In this five-part series, we’ve picked out five local faces who all have one thing in common: They’re reflective of changes in one of the most change-resistant industries – modelling. It’s a business that, until recently, stuck to its own and championed only one kind. Now the playing field is more inclusive, and the “standard issue” model is no longer the standard. What is: Being unique and having a daring attitude – qualities the five ingenues here have. Oh, another thing: They’d rather be super role models than supermodels.

This fourth part features Phoebe Tan, 17:


Photo: Elvina Farkas / Anue Management


“I want to be the best person I can be for myself, and my friends, family, environment, and society.”


Newbie model Tan has mad ambitions: The Singapore Polytechnic interior design freshman wants to appear on the covers of international magazine titles, walk the runways of the big four Fashion Weeks, score a scholarship to the National University of Singapore’s architecture department, and eventually open her own interior design firm.

And she’s not doing them one after another. She’s tackling her to-do list every minute she has. “If I am not working on my school assignments, I am practising my catwalk skills and poses, and I run for an hour three times a week. I don’t like to waste time and I don’t mind making sacrifices like forgoing entertainment for schoolwork and working out.”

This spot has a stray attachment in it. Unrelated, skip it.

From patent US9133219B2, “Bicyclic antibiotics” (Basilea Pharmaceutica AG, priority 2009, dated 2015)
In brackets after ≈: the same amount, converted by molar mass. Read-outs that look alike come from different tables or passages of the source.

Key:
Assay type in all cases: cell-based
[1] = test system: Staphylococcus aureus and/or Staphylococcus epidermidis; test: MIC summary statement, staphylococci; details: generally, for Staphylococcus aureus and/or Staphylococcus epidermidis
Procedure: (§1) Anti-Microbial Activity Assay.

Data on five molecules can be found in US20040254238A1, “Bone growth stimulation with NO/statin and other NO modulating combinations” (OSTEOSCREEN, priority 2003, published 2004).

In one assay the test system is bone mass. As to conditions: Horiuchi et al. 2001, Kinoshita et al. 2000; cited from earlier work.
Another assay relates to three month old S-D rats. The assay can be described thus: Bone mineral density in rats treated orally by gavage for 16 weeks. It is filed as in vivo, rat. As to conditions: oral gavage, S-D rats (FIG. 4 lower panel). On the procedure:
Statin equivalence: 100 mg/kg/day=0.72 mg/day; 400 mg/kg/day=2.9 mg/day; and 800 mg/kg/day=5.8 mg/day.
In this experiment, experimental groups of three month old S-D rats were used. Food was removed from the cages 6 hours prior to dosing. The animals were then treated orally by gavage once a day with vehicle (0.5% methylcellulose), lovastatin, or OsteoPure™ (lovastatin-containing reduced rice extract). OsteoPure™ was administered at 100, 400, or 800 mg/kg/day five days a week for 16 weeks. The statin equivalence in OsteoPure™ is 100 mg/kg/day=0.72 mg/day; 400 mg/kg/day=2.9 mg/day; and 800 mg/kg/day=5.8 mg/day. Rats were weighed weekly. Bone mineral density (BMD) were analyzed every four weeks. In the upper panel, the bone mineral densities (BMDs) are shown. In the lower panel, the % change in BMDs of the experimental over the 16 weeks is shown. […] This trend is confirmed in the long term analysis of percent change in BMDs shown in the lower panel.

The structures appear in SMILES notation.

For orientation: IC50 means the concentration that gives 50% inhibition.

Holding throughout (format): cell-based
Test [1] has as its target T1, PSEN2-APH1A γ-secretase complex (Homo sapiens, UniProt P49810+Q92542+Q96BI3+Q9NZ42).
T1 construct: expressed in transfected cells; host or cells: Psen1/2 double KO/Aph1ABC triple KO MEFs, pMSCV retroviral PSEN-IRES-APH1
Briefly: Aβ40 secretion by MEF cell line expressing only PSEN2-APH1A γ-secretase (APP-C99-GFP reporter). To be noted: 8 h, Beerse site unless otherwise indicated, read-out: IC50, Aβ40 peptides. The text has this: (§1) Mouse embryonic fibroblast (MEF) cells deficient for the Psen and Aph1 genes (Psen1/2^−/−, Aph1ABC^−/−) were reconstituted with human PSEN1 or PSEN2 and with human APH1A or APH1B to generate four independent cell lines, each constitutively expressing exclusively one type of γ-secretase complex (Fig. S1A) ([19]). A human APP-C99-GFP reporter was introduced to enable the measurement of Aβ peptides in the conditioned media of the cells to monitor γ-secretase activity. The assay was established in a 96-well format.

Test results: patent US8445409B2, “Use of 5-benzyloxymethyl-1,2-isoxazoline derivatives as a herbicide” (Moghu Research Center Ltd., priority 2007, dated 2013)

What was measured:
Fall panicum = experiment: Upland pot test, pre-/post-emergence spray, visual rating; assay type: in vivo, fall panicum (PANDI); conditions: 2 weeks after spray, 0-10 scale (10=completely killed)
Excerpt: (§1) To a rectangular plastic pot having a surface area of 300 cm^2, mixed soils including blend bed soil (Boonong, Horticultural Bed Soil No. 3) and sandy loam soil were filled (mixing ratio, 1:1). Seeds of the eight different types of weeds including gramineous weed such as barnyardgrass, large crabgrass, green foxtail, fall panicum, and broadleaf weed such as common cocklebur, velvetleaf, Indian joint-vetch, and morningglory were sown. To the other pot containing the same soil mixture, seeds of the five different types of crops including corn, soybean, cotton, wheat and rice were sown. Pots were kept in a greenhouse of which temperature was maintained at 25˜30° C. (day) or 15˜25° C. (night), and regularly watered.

Photo: Instagram / @phoebetankit


Her interior design studies do not teach her the use of graphic design software, so during her recent school holidays, she juggled modelling assignments with self-taught graphic design lessons. She has since managed to design her own stickers.

“I actively pursue my goals by always doing something that brings me closer to them, and I like the sense of accomplishment and contentment I get after seeing hard work pay off. I hope this will also inspire youths and adults to keep chasing after their passions.”


Photo: Instagram / @phoebetankit


The young go-getter is eco-friendly, too. She is part of her school’s environment club, and walks the talk by recycling and avoiding plastic bags wherever possible. “I always keep a tenugui (a traditional Japanese hand towel) in my bag which I fold into a reusable bag when I need one. As a design student, I produce a lot of waste materials, especially paper, so I make sure to categorise my trash at home and recycle the paper waste every month.”




This story first appeared in the August 2018 issue of Her World.

Photography: Elvina Farkas/Anue Management

Styling: Bryan Goh

Hair: Jimmy Yap/Kenaris Salon, assisted by Amanda Sim

Makeup: Melissa Yeo, using Chanel, assisted by Nikki Koh

Outfit: Sweater, $1,420, and necklace (price unavailable), Balenciaga.